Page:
Mental Health And Suicide Prevention

Mental Health And Suicide Prevention

    Whether you have been personally affected by suicide or not, I think we can all agree on how utterly tragic it is. Whenever I hear a story that results in suicide, my heart aches. Mental illness is a current epidemic, in 2020 it was reported that one in five U.S adults live with a mental illness. Approximately 800,000 people die from suicide every year, that is one person every 40 seconds, as estimated by the World Health Organization (WHO) and the Global Burden of Disease study. In this blog, I will look at why people commit suicide, spot the signs, prevent it, and better your mental health.

    Many people do not understand suicide. There is a huge stigma in society around mental illness and suicide, many of the people who question it have never dealt with it first-hand. In certain countries suicide is illegal, frowned upon and labelled as a sin. To spot the signs and potentially help prevent suicide, you have to understand why people have suicidal thoughts, and sometimes eventually end their own lives.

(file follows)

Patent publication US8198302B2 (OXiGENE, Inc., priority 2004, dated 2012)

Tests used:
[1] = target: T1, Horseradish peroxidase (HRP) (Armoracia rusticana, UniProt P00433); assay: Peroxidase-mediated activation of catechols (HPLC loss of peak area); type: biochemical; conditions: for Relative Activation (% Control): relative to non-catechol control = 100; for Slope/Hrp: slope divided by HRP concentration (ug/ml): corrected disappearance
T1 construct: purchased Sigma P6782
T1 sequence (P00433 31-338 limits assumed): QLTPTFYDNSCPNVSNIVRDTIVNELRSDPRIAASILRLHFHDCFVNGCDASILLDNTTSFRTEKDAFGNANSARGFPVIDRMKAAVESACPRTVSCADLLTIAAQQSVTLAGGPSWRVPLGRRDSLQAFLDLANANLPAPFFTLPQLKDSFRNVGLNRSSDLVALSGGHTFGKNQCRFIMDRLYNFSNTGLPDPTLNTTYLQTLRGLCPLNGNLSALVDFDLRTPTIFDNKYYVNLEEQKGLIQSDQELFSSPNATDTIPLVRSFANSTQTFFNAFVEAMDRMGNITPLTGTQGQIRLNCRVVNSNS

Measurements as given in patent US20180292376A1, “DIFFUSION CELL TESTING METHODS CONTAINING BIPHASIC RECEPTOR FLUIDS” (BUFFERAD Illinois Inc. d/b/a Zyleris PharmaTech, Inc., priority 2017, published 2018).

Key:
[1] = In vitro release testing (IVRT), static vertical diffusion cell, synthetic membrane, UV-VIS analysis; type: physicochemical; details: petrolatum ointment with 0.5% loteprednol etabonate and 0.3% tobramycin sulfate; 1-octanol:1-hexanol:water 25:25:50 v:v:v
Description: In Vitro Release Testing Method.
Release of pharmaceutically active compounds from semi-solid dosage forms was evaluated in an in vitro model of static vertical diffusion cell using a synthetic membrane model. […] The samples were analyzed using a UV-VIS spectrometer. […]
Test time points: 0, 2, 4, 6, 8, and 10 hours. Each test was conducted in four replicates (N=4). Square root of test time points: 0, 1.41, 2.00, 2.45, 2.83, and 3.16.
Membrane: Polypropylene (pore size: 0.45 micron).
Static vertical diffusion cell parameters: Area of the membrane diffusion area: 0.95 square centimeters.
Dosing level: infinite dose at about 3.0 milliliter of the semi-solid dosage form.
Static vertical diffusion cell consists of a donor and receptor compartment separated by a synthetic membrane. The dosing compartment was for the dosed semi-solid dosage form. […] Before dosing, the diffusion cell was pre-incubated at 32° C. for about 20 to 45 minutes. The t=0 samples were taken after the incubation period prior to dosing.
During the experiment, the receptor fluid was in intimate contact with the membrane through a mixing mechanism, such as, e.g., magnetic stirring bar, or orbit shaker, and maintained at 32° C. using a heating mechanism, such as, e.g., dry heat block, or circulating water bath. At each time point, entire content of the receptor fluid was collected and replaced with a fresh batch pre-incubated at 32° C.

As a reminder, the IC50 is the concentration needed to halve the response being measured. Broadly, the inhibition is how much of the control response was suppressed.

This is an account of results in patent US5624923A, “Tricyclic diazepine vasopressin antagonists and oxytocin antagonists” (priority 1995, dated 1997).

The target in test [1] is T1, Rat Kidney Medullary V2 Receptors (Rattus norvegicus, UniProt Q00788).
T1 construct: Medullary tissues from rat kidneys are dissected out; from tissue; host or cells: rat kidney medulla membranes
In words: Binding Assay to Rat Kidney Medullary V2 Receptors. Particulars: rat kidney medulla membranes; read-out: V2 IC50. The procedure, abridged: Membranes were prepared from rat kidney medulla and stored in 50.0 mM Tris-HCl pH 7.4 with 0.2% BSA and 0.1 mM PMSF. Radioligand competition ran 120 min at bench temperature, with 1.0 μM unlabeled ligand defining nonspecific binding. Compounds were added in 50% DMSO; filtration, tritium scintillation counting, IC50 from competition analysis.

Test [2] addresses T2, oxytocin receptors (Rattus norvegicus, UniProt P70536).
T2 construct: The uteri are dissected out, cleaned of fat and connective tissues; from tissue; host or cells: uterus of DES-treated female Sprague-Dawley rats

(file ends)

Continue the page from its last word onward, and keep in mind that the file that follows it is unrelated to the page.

There are often many factors that drive someone to commit suicide, sometimes there are no clear signs. This can be devastating for the people they leave behind, trying to figure out why they did it and how they could have helped. Many people who commit suicide do so shortly after having these thoughts, rather than planning it out. Many things can cause these thoughts, but the leading factor is depression. Severe depression can cause an individual to feel immense pain, taking away any hope and happiness they once had. When they feel like this, they do not see any way of the pain going away, other than ending their own life. Other mental illnesses which contribute to suicidal thoughts include bipolar disorder, border personality disorder (BPD), eating disorders and schizophrenia.

    Another reason people take their own lives is trauma. This trauma can stem from their childhood, including sexual abuse, rape, physical abuse or verbal abuse which happened while they were young. This trauma can also occur while an adult, and also extends to PTSD, being diagnosed with this can lead to depression and other mental illnesses. If trauma is unresolved a person can have intense feelings of hopelessness and may feel as though they will never get over this.

    Substance abuse can also trigger suicidal feelings. If a person is already having mental health issues, abusing substances can cause them to act more impulsively than they usually would when sober. Substance abuse can also lead to damage to relationships, financial loss, academic failure and the loss of jobs, which also contributes to suicide. The rates of substance abuse are higher among depressed/ mentally ill people, this dramatically raises the risk of suicide attempts.